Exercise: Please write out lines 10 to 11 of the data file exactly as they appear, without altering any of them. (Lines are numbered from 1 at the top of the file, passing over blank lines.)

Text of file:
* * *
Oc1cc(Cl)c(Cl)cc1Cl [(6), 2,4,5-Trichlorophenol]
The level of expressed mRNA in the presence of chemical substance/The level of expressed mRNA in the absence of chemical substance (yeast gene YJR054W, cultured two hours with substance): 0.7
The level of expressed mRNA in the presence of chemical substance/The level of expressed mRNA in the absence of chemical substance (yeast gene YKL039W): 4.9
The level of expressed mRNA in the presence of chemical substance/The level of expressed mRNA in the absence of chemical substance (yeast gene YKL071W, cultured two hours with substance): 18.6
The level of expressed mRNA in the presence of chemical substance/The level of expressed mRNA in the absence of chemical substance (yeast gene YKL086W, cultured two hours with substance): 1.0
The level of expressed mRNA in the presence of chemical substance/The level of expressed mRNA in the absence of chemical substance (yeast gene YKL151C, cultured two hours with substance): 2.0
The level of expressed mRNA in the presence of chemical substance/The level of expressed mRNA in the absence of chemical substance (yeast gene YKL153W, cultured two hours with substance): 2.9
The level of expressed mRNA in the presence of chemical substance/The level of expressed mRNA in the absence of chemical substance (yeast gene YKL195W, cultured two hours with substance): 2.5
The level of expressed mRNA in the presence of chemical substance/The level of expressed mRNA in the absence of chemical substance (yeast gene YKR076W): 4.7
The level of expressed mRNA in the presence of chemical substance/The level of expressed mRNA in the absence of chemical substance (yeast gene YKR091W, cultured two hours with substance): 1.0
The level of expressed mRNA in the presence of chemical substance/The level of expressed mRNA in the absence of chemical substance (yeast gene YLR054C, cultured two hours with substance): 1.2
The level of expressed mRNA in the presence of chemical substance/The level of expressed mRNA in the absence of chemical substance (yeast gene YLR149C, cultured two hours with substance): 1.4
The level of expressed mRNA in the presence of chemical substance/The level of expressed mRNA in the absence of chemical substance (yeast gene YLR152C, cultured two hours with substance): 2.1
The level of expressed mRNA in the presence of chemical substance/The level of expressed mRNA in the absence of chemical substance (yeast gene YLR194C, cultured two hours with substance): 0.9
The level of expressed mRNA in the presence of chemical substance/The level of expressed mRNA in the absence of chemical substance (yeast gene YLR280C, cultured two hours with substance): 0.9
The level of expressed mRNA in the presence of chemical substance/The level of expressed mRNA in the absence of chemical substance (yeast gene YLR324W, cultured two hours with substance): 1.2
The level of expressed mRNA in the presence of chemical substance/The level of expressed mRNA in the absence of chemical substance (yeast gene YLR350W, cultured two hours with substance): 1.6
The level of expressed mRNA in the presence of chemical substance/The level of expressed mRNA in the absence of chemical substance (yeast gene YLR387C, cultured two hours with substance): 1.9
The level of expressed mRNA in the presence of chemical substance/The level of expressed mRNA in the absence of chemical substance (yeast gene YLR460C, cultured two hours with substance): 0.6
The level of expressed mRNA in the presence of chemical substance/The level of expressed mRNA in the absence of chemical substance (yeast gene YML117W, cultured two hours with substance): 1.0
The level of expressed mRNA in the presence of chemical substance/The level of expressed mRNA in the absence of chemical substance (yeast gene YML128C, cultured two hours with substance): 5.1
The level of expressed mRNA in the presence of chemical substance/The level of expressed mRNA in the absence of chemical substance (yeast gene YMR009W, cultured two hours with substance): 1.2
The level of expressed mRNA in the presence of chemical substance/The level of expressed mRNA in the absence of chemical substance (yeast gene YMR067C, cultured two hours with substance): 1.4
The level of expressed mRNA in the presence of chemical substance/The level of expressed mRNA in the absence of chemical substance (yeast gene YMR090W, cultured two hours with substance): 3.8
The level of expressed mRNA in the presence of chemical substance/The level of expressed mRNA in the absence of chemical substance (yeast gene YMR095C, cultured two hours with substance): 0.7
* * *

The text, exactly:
The level of expressed mRNA in the presence of chemical substance/The level of expressed mRNA in the absence of chemical substance (yeast gene YKR091W, cultured two hours with substance): 1.0
The level of expressed mRNA in the presence of chemical substance/The level of expressed mRNA in the absence of chemical substance (yeast gene YLR054C, cultured two hours with substance): 1.2